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Turkish Dinner Part 1: Summer Lentil Soup with Lemon

I woke up the other morning feeling like soup. A light, summery soup, but not a cold one. Not yet. Temperatures were barely grazing 70  so I decided to wait for a real heat wave before bringing out the gazpachos and cold yogurt soups.

Jonah and I honeymooned in Turkey this time of year about ten years ago, and absolutely fell in love with their classic red lentil soup, known as Mercimek Çorbasi. It is beyond humble in terms of ingredients yet the squeeze of lemon and dash of sumac and cilantro at the finish results in something delicious and satisfying either as a light meal or a first course.

Soup preparation also sparked some last-minute inspiration, which I always appreciate, especially on a Wednesday. I spied a pound of ground lamb hanging around the freezer, and turned the simple soup dinner into “Turkish Night.” The ground meat became lamb burger sliders, which we served in toasted pita, drizzled with yogurt sauce. I’ll share those recipes in a separate post – they were amazing. According to Ava, so amazing that the dinner “could be served in a buffet.” There is no higher form of compliment.

PS I just realized I’ve been on a lentils kick. This will pass soon. I promise.

Preparation

Adapted from the New York Times

Serves 4-6

Prep time: 5-10 minutes; total time: 40 minutes

In a large pot, heat 3 tablespoons olive oil over high heat until hot and shimmering. Add 1 large chopped onion and 3-4 minced garlic cloves, and sauté until soft, about 4 minutes.

Stir in 1 tbsp. tomato paste, 1 tsp. ground cumin, 1/4 tsp. each kosher salt and black pepper and a pinch of chili powder or cayenne (yes – even for a family meal. It won’t be spicy, I promise!). Sauté for 2 minutes longer.

Add 1 quart of chicken/vegetable broth and 2 cups water (or 6 cups of water) to onion-spice mixture along with 1 cup of red lentils and 2 diced carrots. Bring to a gentle boil, then partially cover pot and turn heat to medium-low. Simmer until lentils are soft, about 30 minutes. Taste and add salt if necessary.

Cool soup a bit, then purée half the soup using an immersion or regular blender or a food processor. Add pureed soup back to pot. The soup should have some texture.

Reheat soup if necessary, then stir in juice from 1/2 to one lemon (to taste). Garnish with fresh chopped cilantro, a sprinkle of sumac if you have it on hand and a drizzle of olive oil.  You can also dust it lightly with chili powder if desired.

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Favorite Lentil Soup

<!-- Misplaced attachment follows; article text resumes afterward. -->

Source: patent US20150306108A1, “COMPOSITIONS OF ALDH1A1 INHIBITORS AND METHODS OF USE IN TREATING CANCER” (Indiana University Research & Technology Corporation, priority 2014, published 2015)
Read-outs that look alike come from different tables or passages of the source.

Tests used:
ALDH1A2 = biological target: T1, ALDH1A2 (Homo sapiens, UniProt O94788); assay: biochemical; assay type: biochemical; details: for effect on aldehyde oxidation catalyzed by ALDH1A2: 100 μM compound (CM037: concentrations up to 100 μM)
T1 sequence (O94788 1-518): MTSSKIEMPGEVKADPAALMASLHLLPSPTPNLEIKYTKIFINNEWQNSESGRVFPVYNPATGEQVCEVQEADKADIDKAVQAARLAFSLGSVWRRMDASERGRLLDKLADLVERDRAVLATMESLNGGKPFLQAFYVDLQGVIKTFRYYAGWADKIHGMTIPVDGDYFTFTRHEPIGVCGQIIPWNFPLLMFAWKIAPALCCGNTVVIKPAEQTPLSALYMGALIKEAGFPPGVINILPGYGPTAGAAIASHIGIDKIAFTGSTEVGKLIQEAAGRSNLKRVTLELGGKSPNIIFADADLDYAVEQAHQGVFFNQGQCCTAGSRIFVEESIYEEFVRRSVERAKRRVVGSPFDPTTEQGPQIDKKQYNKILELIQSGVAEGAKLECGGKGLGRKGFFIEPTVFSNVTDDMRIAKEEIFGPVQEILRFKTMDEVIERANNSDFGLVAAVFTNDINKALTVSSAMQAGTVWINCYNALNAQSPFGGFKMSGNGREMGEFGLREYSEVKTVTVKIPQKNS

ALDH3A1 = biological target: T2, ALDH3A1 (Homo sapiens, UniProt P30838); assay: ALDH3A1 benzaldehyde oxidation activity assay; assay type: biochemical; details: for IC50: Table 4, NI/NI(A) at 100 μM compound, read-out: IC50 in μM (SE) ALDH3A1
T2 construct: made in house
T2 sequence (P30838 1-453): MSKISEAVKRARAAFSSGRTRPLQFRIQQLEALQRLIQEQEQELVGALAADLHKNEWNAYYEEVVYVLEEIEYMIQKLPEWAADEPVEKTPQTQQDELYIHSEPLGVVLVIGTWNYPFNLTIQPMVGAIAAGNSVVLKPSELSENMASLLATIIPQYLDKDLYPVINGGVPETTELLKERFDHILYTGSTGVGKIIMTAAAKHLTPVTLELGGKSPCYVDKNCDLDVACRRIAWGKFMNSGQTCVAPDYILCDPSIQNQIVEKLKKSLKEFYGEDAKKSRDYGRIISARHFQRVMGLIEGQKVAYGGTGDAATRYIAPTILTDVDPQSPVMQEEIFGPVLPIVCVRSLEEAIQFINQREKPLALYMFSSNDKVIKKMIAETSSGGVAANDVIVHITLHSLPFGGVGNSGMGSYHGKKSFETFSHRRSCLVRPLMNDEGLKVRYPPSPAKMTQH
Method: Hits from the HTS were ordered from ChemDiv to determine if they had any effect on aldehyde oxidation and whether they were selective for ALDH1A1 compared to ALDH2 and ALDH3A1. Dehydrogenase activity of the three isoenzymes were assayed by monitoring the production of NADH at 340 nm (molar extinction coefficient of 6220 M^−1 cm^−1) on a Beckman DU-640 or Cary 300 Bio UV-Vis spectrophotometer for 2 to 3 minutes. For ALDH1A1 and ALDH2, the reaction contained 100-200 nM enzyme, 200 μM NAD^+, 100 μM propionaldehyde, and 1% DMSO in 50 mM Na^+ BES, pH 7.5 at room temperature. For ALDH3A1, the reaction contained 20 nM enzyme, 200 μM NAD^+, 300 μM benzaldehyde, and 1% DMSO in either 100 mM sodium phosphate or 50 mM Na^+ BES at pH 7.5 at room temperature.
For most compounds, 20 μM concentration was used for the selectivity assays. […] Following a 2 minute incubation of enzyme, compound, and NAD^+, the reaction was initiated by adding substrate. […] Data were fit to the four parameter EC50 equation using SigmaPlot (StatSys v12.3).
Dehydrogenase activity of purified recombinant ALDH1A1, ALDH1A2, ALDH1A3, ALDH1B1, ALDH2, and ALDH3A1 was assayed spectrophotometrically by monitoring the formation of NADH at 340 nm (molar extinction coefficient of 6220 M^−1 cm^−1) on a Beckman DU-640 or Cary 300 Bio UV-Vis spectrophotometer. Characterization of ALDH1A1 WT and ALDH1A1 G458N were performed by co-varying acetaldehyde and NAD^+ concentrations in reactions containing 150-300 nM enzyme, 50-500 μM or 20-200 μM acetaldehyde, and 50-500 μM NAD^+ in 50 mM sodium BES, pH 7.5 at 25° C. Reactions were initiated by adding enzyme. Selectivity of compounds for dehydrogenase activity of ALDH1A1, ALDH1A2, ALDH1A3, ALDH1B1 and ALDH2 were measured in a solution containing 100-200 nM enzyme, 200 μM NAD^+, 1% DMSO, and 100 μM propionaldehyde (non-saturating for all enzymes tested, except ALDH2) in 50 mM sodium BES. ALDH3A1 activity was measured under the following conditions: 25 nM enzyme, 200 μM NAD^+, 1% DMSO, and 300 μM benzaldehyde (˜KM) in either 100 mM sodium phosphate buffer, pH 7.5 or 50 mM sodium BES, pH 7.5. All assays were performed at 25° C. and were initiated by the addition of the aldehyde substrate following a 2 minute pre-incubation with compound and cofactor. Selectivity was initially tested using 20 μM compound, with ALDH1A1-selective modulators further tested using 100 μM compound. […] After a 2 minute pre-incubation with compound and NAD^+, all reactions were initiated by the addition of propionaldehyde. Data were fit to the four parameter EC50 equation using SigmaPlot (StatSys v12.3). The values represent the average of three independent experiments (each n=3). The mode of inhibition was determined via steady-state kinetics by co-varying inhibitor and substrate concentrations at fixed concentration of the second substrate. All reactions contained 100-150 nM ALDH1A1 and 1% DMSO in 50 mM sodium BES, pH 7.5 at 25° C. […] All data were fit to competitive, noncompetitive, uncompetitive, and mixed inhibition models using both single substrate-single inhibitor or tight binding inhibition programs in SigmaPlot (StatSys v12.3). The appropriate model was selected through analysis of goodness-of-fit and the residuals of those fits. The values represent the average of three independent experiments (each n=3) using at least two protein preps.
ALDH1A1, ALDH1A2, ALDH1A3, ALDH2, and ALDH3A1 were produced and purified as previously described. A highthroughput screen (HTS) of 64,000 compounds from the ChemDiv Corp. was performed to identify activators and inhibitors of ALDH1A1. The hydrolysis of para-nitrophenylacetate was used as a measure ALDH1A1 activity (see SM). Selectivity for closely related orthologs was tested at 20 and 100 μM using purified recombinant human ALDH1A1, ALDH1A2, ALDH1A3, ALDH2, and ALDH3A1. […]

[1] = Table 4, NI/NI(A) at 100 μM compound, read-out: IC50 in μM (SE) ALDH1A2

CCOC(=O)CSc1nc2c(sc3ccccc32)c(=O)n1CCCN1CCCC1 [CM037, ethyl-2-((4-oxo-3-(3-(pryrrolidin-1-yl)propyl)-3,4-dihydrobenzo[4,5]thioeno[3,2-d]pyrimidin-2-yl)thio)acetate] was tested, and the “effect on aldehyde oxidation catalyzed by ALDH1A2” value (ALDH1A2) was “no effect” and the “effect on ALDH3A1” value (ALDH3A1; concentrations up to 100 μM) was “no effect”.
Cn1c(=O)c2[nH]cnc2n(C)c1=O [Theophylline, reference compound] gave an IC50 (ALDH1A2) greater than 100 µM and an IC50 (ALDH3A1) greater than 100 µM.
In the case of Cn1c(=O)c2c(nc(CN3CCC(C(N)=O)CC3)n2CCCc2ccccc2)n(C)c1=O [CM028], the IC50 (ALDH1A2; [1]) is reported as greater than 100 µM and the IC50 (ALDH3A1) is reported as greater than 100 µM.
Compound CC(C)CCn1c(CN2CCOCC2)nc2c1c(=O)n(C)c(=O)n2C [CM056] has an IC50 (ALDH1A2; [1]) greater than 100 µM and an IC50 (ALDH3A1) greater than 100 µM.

Lentils are an established “superfood” and lucky for us, a general favorite in our household for soups, daal (and salads for the adult crew). I started making this lentil soup, adapted from Deborah Madison’s Vegetarian Cooking for Everyone, when Ava was a toddler. I remember pureeing batches for Talia when she started eating solid foods, and she couldn’t get enough. It was the perfect way to include her into our family dinners without making separate “baby food.” Yes, that kid has an awesome palette and appetite but she’s turned into quite a carnivore as she’s getting older (loves nothing more than salami and cheese for breakfast, perhaps with a small cracker to appease Mom and Dad who are constantly striving for balance). So its exciting for me that she’ll still eat this simple, vegetarian soup with gusto.

 

Preparation

Serves 4-6 + leftovers

  • Olive oil
  • 1 large onion, diced
  • 3 large garlic cloves, coarsely chopped
  • 2 tsp salt
  • 3 tbsp tomato paste
  • 1/3 cup finely diced celery
  • 1/3 cup finely diced carrot
  • 2 bay leaves
  • 1/2 cup chopped parsley
  • 1 1/2 cup French, brown, or beluga lentils (I prefer a mix)
  • 2-3 handfuls of chopped greens (spinach, kale, chard, etc.)
  • 1 cup of cooked penne or fusilli (optional) or 2 cups of smaller pasta (shells, orecchiette or other)

 

 

Heat olive oil in a soup pot, add onion and saute until it softens, about 5 minutes. In the meantime, pound garlic in a mortar with 1 tsp of salt until it become a paste. Add tomato paste to the onions and work until they come together.

Add garlic paste, celery, carrots, bay leaves, and parsley, then cook for about 3 minutes.

 

 

Add the lentils, 2 quarts of water, 1 additional teaspoon of salt and bring to a boil. Lower the heat to medium-low and simmer partially covered until the lentils are tender. This takes 30-40 minutes. Toward the end of cooking, add the greens and let them wilt in the soup – spinach should take just a minute or two, chard and kale about 10, to soften. Toss in the pasta if using.

Serve with grated Parmesan cheese – or mix in a couple teaspoons of soft chevre as Ava loves to do. It melts into the soup and adds a lovely dimension of flavor.Crusty bread and gruyere are also a favorite addition.

SLOW COOKER PREPARATION: Follow instructions above for sauteing the vegetables, etc. Once they are cooked in a regular pan on the stove, transfer to the slow cooker, add lentils and 7 cups of water. Cook on high setting for 3-3.5 hours.

NOTE: This soup freezes nicely and tastes better a few hours after it is cooked.